By WAYNE THOMPSON

Henderson is to get a "son of Britomart" under a proposal for a new civic centre that includes a redeveloped railway station and a bus and taxi interchange.

The Waitakere City Council yesterday approved an initial design for the civic centre, to be built in Henderson Valley Rd, and a transport interchange, which will be across the railway line in Railside Ave.

Glass airbridges will link the new council offices and downtown area to the interchange.

Close at hand will be a proposed new Unitec campus and city central library, in Railside Ave and Ratanui St.

All the projects - which could cost ratepayers up to $30 million - are expected to open in three years.

Mayor Bob Harvey said the proposal was really "the son of Britomart".

"We unveiled it as a transport centre, not as a council chamber."

Trains would go under the building, which would contain shops, cafes, an art gallery and performance arts bases, making Henderson the centre of Waitakere City, he said.

The revitalisation of the suburb is expected to come from a Unitec campus of 2000 students, the central library, and relocated council offices with 600 staff and 55,000 visitors a year.

Architectus and Athfield Architects developed the design concept, which Mr Harvey said was "a triumph of smart planning and thinking".

"We are unveiling it to the community and think they will really applaud the idea."

Mr Harvey said the council was overwhelmingly behind the idea.

Two of the 14 members of the council, Vanessa Neeson and Derek Battersby, opposed the plans.

Mr Battersby said he doubted the project would succeed on that site because the design team had not overcome the obstacle of the railway corridor, which was like a "Berlin Wall".

The building was neither car-friendly nor people-friendly, and he was against the council moving from its present premises.

The council decided last year to shift closer to Henderson than its present building off Lincoln Rd, which is a busy commercial area.

Council chief executive Harry O'Rourke said last March that the council's operations were spread over seven buildings and bringing them all under one roof would save about $1.6 million a year.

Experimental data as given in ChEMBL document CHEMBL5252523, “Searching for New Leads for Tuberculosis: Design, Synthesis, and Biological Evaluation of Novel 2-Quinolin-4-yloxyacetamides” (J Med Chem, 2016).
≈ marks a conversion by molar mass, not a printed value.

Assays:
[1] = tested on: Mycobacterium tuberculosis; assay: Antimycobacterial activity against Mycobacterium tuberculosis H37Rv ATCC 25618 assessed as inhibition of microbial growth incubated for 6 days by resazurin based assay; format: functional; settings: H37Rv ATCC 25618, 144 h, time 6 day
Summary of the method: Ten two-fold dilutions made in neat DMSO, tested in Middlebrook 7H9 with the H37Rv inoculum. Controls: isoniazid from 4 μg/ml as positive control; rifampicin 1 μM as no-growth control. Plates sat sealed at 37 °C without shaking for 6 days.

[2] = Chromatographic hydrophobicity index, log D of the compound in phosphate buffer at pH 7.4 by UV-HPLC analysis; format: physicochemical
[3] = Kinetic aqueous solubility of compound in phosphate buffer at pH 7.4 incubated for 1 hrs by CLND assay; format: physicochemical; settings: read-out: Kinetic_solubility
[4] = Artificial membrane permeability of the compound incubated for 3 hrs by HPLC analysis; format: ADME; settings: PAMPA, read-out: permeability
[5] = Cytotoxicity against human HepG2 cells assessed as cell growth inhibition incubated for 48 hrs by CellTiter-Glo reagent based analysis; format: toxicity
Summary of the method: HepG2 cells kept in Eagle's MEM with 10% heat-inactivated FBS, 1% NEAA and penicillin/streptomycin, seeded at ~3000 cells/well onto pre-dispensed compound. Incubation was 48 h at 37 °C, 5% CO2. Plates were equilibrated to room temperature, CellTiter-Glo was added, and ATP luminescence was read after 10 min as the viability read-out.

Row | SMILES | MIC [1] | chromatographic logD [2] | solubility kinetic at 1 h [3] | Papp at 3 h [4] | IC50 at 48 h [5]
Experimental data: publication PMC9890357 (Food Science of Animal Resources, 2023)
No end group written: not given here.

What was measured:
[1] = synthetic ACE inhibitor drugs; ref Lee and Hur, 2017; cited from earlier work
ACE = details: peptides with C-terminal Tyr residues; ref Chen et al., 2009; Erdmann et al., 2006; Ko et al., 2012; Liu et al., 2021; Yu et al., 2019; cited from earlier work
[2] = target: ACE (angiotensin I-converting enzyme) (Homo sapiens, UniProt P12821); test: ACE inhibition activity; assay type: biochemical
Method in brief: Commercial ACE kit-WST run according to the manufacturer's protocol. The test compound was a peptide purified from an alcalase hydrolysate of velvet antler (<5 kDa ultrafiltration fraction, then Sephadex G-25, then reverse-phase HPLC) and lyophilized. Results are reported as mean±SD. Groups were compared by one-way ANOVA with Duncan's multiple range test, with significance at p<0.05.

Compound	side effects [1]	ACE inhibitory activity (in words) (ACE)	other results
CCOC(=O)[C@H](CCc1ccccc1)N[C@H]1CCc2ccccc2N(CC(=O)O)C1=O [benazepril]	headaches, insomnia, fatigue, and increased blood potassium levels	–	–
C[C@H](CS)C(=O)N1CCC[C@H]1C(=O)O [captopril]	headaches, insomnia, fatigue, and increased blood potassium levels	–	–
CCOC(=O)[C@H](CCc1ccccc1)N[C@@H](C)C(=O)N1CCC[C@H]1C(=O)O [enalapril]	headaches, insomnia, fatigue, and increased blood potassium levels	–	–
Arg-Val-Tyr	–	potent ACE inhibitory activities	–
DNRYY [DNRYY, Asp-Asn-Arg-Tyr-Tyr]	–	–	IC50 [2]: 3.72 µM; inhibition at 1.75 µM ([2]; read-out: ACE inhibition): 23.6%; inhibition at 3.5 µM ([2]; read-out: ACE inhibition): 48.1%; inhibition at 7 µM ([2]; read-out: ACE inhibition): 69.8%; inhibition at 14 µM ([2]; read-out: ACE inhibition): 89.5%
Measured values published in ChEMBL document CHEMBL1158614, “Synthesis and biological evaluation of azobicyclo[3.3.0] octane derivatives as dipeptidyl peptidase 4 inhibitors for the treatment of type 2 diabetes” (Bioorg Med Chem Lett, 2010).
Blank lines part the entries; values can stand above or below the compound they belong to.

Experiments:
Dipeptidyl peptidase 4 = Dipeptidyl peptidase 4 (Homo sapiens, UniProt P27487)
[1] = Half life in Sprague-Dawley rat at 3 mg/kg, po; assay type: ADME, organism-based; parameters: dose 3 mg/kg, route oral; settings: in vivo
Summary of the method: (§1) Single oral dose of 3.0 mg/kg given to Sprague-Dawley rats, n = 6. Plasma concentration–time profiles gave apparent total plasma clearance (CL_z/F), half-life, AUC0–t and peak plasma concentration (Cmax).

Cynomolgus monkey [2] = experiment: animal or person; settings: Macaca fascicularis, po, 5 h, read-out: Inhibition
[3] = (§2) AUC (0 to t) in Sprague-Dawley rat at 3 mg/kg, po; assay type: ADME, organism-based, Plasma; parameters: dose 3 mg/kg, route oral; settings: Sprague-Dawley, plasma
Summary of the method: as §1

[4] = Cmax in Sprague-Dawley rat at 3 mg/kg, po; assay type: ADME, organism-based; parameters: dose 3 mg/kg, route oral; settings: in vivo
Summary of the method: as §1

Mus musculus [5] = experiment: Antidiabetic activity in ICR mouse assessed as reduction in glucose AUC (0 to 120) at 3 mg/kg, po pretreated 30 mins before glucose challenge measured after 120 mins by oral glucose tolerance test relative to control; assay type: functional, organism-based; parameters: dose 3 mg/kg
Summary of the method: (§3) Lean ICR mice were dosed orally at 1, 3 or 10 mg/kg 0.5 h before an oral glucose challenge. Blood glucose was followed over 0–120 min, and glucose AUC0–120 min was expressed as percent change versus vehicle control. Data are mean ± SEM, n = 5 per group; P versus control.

The council bought the former Carter Holt Harvey premises in Henderson Valley Rd, saying a civic centre there would be closer to public transport routes, have more parking and be easier for people to reach.

The civic centre would take up a third of the site and the rest will be developed by the council's property arm, Waitakere Properties, incorporating apartments, commercial buildings and possibly a hotel.

The net cost was estimated at $25.5 million to $29.5 million - after deducting the sale or development of the 2ha by Waitakere Properties and the sale of the present council building in Waipareira Ave, which has a $4 million rating valuation.

Mr Harvey said the council did not own the rail sidings needed for the site and was talking to Tranz Rail. He reported a "positive response" to a transport hub from funding bodies the Auckland Regional Transport Network and Auckland Regional Council.

The library is a $11.3 million joint venture between the council and Unitec.

"Son of Britomart"

What: A new civic centre, including a redeveloped railway station and a bus and taxi interchange.

Where: Henderson Valley Rd and Railside Ave, Henderson.

When: Opening in 2006.

How much: Estimated cost to ratepayers is $25.5 million to $29.5 million, once Waitakere City Council sells or develops other properties.

For: "A triumph of smart planning and thinking" - Waitakere Mayor Bob Harvey.

Against: Split by rail corridor "like a Berlin Wall" - councillor Derek Battersby.

Herald Feature: Getting Auckland moving

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